As regulators begin to get tough on food waste, technologies such as blockchain are offering solutions to a previously intractable challenge.
It’s a depressing fact but one that bears repeating over and over again – of all the food produced in the world for human consumption roughly one third is never eaten.
Few environmental crises have the ability to provide as shocking statistics as food waste. If the total global annual emissions from food waste (around 3.3 billion tonnes) were released by a single country, that nation would be the world’s third largest polluter behind China and the United States.
And the cost is not just to the environment. Food that is produced but not sold, or purchased but not consumed, is a drain on financial resources. The Department for Environment Food and Rural Affairs (DEFRA) estimates that 10 million tonnes of UK food and drink are wasted annually after the farm gate, worth around £20 billion.
In this context, it’s hardly surprising that pressure is increasing on businesses to contribute towards the UN Sustainable Development Goal 12.3 target, which seeks to halve global food waste at consumer and retail levels by 2030.
Governments, who in the past have largely viewed food waste as a problem for businesses to solve, are beginning to take a more active interest in the issue. In its recently published Waste and Resources strategy, the UK Government set out a proposal to make food businesses report annually on the amount of food waste they generate, alongside plans to consult on new powers to set mandatory food waste prevention targets.
Now more than ever food businesses need to get to grips with the causes of food waste and take steps to solve them, or pay the financial and reputational price of inaction.
There is growing optimism that new blockchain technology could provide one such solution. By enabling greater visibility over the entire supply chain operation blockchain can generate the business intelligence that leads to better decision making and ultimately less waste.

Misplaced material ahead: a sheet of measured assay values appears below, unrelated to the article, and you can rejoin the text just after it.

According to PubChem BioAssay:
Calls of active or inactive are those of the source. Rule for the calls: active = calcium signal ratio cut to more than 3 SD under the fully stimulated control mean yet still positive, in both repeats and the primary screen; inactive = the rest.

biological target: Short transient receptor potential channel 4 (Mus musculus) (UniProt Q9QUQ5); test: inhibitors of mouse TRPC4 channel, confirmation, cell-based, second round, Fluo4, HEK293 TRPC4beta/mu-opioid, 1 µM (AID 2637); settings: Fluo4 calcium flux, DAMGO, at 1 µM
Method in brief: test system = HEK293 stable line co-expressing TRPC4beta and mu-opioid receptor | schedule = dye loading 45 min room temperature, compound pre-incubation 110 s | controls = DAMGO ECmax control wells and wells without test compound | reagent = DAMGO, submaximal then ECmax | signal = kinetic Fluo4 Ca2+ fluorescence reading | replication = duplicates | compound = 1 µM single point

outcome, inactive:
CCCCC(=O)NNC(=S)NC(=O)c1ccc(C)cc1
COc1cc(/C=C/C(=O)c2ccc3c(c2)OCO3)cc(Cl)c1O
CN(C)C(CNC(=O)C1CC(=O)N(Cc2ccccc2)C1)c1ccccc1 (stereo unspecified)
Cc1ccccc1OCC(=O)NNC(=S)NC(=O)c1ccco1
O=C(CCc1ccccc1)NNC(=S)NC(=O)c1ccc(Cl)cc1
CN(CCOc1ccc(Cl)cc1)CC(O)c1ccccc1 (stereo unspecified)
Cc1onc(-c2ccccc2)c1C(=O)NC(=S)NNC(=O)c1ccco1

Take the example of an apple – a robust yet diverse fruit which has a post-harvest life of up to a year but in common with most fruits and vegetables has a high rate of wastage.
Unavoidable losses at different stages of the supply chain have historically been built into the business model for trading apples. A WRAP analysis from 2011 showed that, across different stages of the supply chain, up to 25% of the apple crop is likely to be lost or wasted.
At a field-level, between 5-25% loss is common, often due to weather or disease but also due to poor supply chain management practices – a lack of communication, for instance, on whether the crop is ahead of or behind schedule.
More significant losses (5-25%) occur at the grading stage with fruit being out of specification for size, quality or appearance; while up to 8% loss can occur during storage and packing where appropriate control technologies may not be in place resulting in bruises and mechanical damage.
Retail losses, while relatively small, can still occur due to overstacking of displays or poor demand forecasting if, for example, promotions on other fruits are cannibalising sales of apples.
For many years these losses have been absorbed as a necessary cost of keeping shelves full and consumers happy. But what if blockchain technology enhanced by IoT devices and AI computing could reduce losses to near zero?
Blockchain is a secure digital ledger which allows information to be shared in real time both backwards and forwards along the supply chain from the farm field to the supermarket shelf. It means that, in theory, the silo working and guesswork that characterises a largely paper-based food supply chain will be greatly reduced.
What does that mean for a crop of apples? It means the fruit could reach the shelves in the right quantity and at the right quality to maximise sales and minimise waste.
Farmers could upload data on growing conditions, communicating well in advance to buyers a bumper, early crop or a smaller than expected yield.
Optimum storage temperatures could be recorded for different varieties of apple, enabling handlers to store the product in the way that best prolongs shelf life.
IoT sensors could track the journey of apples along the supply chain allowing buyers and sellers to know precise, real-time inventory counts. If Gala apples are flying off the shelves in Yorkshire, suppliers in Kent could know immediately and increase orders.
AI-generated insights could tell retail buyers how the price and appearance of apples is impacting sales, enabling them to accurately forecast demand and automatically place shipment orders at each location in the supply chain.
Blockchain technology can also remove some of the risk and uncertainty from sudden, unexpected events. Take the example of a product recall on food safety grounds. In a paper-based supply chain, the length of time taken to identify the root of the problem means that risk prevention measures would have to be taken, resulting in huge batches of perfectly good produce being destroyed at the cost of millions of pounds.
With blockchain technology, access to end-to-end traceability data would reveal the provenance, real-time location, and status of any product batch whose data has been uploaded with the effect that the scope and impact of a recall is massively reduced.
Blockchain is still an emerging technology and it will require more widespread adoption and a larger body of farm-to-fork research to determine just how transformative it will be for food supply chains.
But for businesses under pressure to take decisive action on food waste, the opportunity to help solve one of society’s most urgent challenges may be too good to throw away.
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